Students in one of the lecture rooms

University Krakow, Poland

Blog entry 6 - Visiting the capital

Wed, 25 May 2016 | Universität Krakau

After more than two months in Poland it was high time to finally pay the capital a visit. Fortunately, we had the beginning of May for a long weekend, because in Poland is not only the first of May is a holiday, but also the third day of May. On that day the constitution is to be remembered in Poland, in 1791 they adopted the Constitution, one of the first modern constitutions in Europe. So, the third of May is celebrated big and the streets were full of Polish flags, even every tram and each bus were decorated with small red and white flags.

Beforehand I've heard quite different opinions about Warsaw. Some people were quite excited, especially from the museums, others said only the city is ugly and not worth a visit.

I think it depends on which setting you drive to Warsaw. The city's 1.7 million inhabitants, by far the largest city in Poland, the economic center of the country and was almost completely destroyed after the Second World War. As expected it will be something different from the pretty old towns and marketplaces such as Krakow, Wroclaw or Poznan is clear. I liked the city, definitely good, perhaps because it is so different from the other Polish cities that I have visited so far. A real flat city.

Standing in front of the main train station you can look between the skyscrapers pass directly to one of the symbols of Warsaw: Pałac Kultury i Nauki (Palace of Culture and Science). The skyscraper was built as a gift of the Soviet Union after the war and is not necessarily popular, because it is a symbol of oppression and foreign domination looked by the poles. For me, it was a very impressive building and from the observation deck it has a fantastic view.

Other highlights in Warsaw were the Łazienki Park, where you can walk and extensively tour the alternative district Praga. There is also in Warsaw countless exciting museums. Because of multiple recommendations, I went to the Uprising Museum and the Jewish Museum in Warsaw. Both museums are very modern and interesting and you should plan several hours for the visit, as there is much to see and read. Especially for the Jewish Museum, unfortunately I did not have enough time, the exhibition documents the history of Jewish culture in Poland from the Middle Ages to the present day and is accordingly extensive. Less exciting was the fairly small Old Town of Warsaw, at least if you're used to stroll over the market square and through the streets of Krakow.

It is hard to avoid comparing Poland's former and current capital together that exists between the two cities, if only because of the eternal rivalry. It is noticeable that Krakow and Warsaw have hardly anything in common. Not only the buildings and the urban landscape, the atmosphere and the people are very different in Warsaw. Everything is a bit rushed and businesslike than in Krakow, to find cozy restaurants and cafes, you have to look carefully. In Krakow one can hardly decide where to go to eat today, but given in Warsaw everything is much more expensive.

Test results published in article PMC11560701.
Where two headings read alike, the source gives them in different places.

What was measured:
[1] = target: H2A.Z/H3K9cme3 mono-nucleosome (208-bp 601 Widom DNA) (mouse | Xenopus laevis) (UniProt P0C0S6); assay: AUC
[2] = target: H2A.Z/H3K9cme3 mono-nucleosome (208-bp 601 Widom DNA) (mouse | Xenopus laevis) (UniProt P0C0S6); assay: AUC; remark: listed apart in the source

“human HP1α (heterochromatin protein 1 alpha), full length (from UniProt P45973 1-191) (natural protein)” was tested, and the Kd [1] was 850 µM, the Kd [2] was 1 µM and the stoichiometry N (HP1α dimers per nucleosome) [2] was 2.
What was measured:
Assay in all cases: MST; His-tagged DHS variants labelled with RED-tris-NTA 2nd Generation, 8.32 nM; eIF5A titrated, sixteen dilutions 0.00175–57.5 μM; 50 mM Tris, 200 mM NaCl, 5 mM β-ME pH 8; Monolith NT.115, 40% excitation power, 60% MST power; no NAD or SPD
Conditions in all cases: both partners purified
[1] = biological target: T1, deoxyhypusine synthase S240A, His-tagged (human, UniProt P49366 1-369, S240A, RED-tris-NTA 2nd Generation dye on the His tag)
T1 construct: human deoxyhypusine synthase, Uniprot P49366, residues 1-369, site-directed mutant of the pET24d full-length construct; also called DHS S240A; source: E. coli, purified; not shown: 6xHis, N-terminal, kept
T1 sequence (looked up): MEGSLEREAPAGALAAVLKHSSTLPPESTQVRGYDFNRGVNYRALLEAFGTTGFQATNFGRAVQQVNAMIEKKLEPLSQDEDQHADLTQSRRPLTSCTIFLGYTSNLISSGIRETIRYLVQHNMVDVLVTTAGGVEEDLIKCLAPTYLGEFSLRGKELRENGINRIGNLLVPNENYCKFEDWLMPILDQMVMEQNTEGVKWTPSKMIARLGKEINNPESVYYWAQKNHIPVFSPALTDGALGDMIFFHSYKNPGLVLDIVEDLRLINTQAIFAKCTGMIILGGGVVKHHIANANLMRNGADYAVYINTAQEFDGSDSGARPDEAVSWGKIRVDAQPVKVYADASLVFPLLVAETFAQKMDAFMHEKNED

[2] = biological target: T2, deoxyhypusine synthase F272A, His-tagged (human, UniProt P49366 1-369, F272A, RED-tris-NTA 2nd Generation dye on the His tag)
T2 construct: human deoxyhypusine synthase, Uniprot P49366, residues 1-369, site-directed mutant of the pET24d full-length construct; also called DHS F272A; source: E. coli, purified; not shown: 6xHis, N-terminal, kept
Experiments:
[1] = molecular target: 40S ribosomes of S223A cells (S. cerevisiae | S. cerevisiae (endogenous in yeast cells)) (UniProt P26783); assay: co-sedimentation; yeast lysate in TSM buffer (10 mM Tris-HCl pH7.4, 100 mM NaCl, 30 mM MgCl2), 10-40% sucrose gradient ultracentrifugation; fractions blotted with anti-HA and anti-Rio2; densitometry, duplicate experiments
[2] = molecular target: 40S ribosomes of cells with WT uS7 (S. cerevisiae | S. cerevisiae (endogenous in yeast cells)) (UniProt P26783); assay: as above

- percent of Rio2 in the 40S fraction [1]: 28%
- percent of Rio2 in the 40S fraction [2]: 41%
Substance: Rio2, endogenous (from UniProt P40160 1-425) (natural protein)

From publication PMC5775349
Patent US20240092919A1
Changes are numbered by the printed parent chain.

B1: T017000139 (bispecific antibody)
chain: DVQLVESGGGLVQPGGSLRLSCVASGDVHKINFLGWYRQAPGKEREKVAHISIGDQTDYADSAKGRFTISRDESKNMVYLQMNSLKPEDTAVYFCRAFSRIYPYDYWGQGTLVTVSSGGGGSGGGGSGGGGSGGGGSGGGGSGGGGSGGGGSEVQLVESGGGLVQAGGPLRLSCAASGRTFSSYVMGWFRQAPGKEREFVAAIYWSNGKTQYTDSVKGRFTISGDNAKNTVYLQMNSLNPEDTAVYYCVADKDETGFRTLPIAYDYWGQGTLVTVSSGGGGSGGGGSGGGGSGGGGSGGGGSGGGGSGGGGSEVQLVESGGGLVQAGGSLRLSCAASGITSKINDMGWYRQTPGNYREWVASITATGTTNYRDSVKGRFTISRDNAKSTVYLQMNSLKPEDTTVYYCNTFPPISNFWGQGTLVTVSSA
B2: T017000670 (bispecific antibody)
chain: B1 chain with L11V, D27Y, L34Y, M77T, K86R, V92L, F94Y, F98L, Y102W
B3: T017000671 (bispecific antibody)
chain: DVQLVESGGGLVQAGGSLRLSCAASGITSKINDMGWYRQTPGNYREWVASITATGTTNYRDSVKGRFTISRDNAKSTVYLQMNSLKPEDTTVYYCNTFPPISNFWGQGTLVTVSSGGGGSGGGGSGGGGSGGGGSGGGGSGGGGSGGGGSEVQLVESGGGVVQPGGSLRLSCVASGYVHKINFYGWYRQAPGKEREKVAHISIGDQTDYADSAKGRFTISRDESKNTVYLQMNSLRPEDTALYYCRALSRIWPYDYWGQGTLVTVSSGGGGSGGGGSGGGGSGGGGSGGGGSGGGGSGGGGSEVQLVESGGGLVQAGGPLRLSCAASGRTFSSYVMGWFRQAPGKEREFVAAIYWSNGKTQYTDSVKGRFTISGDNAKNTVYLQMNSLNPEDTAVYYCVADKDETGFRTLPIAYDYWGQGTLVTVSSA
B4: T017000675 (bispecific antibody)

One tour guide told us that the people of Warsaw envied Krakow, the relaxed atmosphere and culture, while the Krakow's would like to have more large companies in their city, but they all have their headquarters in Warsaw. I believe this view about sums it up. All in all it was an exciting visit and about CouchSurfing, I also learned some people of Warsaw know that once a personhas a very different impression of the city,which is different and usually won by hostels or hotels.

Back in Krakow, it all went directly back to the program, for a week, I had a visit from some friends from Germany. It's pretty funny to play the tourist guide to explain peculiarities of Polish culture or in a restaurant to use a bit of my Polish-knowledge  to translate the menu or to help my friends with ordering. And I realize that I feel a bit at home here. What makes me sad is that far more than half of the Erasmus semester is over.

As a friend of mine a few years ago had been to Krakow, we could use the time for a hiking trip in the Tatra Mountains. Together with my roommates (incidentally, the first trip with the Entire appartment!). First we wandered  to Morski Oko and then made a climb on a somewhat slippery and steep route to the higher lake "Czarny Staw". It was very nice to observe the transition between winter and spring, Because in the mountains it snow's and the lakes were partially frozen shut.

It is definitely very interesting to witness a few traditions of Polish students, because otherwise, I often feel a bit that you look at an Erasmus student in a kind of bubble of simple international courses.

People, parties and a lot of free time moves. But simply the most probable advantages are which an Erasmus semeste so brings with it.

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